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Pediatr Blood Cancer. 2019 Jan;66(1):e27485. doi: 10.1002/pbc.27485. Epub 2018 Sep 30.

Hope and benefit finding: Results from the PRISM randomized controlled trial.

Author information

1
Center for Clinical and Translational Research, Seattle Children's Research Institute, Seattle, Washington.
2
Treuman Katz Center for Pediatric Bioethics, Seattle Children's Research Institute, Seattle, Washington.
3
Center for Cancer and Blood Disorders, Seattle Children's Hospital, Seattle, Washington.
4
Department of Pediatrics, University of Washington School of Medicine, Seattle, Washington.
5
Center for Child Health, Behavior, and Development, Seattle Children's Research Institute, Seattle, Washington.
6
Department of Psychiatry and Behavioral Sciences, University of Washington School of Medicine, Seattle, Washington.
7
Division of Pulmonary, Critical Care, and Sleep Medicine, Harborview Medical Center, Seattle, Washington.
8
Cambia Palliative Care Center of Excellence, University of Washington, Seattle, Washington.
9
Department of Medicine, University of Washington School of Medicine, Seattle, Washington.
10
Department of Psychosocial Oncology and Palliative Care, Dana-Farber Cancer Institute, Boston, Massachusetts.
11
Department of Medicine, Boston Children's Hospital, Boston, Massachusetts.
12
Department of Pediatrics, Harvard Medical School, Boston, Massachusetts.
13
Clinical Research Division, Fred Hutchinson Cancer Research Center, Seattle, Washington.

Abstract

BACKGROUND:

Adolescents and young adults (AYAs) with cancer are at risk for poor psychosocial outcomes, perhaps because they have not acquired skills to navigate the adversities of illness. In a recent phase II randomized controlled trial (RCT), the "Promoting Resilience in Stress Management" (PRISM) intervention was associated with improved patient-reported resilience, quality of life, and distress. In this planned analysis of secondary aims, we hypothesized PRISM would also improve targeted coping skills of hopeful thinking, benefit finding, and goal setting.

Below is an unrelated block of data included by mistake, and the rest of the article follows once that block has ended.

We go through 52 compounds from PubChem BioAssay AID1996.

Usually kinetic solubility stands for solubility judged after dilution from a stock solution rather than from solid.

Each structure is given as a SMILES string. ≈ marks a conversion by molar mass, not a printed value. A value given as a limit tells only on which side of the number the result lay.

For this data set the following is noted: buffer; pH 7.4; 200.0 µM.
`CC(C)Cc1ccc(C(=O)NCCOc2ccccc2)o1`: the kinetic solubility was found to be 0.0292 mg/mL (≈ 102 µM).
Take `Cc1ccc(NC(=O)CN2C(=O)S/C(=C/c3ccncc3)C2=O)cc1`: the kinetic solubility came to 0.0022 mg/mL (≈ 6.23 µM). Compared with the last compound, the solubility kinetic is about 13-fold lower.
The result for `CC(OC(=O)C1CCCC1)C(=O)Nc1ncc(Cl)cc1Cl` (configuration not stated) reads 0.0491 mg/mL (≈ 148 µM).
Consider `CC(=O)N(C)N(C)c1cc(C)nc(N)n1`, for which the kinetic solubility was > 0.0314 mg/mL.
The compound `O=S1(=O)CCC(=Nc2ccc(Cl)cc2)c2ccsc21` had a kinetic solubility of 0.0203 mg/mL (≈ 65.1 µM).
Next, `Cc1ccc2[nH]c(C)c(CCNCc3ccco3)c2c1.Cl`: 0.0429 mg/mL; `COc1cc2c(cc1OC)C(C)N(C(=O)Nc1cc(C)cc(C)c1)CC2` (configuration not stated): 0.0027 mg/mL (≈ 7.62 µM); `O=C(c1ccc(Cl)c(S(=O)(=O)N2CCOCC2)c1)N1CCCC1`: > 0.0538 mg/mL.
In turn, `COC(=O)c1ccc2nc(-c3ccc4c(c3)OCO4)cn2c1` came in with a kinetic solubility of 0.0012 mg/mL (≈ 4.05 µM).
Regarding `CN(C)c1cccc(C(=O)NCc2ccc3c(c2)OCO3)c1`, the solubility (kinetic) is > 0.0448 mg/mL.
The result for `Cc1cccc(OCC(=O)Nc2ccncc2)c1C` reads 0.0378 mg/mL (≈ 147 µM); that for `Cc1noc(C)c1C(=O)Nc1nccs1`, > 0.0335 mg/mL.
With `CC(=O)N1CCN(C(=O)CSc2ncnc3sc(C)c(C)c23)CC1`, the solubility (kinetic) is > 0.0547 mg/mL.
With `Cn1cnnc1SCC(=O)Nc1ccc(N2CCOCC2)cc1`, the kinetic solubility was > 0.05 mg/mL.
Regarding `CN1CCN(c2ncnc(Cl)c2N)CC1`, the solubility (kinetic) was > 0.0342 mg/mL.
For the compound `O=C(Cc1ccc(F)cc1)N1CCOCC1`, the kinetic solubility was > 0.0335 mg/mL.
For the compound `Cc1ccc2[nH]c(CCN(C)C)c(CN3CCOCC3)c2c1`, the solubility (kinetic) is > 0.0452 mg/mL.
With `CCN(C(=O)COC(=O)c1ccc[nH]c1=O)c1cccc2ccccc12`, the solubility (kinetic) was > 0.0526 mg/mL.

METHODS:

We conducted this parallel RCT at Seattle Children's Hospital from January 2015 to October 2016. English-speaking AYAs (12-25 years old) with cancer were randomized one-to-one to PRISM or usual care (UC). PRISM teaches stress-management, goal-setting, cognitive-reframing, and meaning-making skills in four sessions delivered in-person every other week. Participants completed surveys at enrollment and 6 months later. Mixed effects linear regression models evaluated associations between PRISM and benefit finding (Benefit-Finding Scale for Children), hopeful thinking (Hope Scale), and an exploratory outcome of goal setting (queried with open-ended items about participant's goals, measured qualitatively by three blinded reviewers).

RESULTS:

Of N = 92 AYAs (48 PRISM, 44 UC), 73% were 12-17 years old, 43% female, and 62% diagnosed with leukemia or lymphoma. PRISM was associated with improved benefit finding and hope with moderate-to-large effect sizes-benefit finding: +3.1 points, 95% CI 0.0, 6.2, d = 0.4, and P = 0.05; and hope: +3.6 points, 95% CI 0.7, 6.4, d = 0.6, and P = 0.01. We did not detect changes in goal setting (-0.5 points, 95% CI -1.2, 0.3, d = -0.3, P = 0.23).

CONCLUSIONS:

PRISM was associated with improvements in benefit finding and hopeful thinking, two adaptive coping skills which may mitigate long-term psychosocial risk.

KEYWORDS:

RCT; adolescent/young adult; cancer; health services; intervention; palliative care; patient-reported outcomes; positive psychology; quality of life; resilience

PMID:
30270489
PMCID:
PMC6249081
[Available on 2020-01-01]
DOI:
10.1002/pbc.27485

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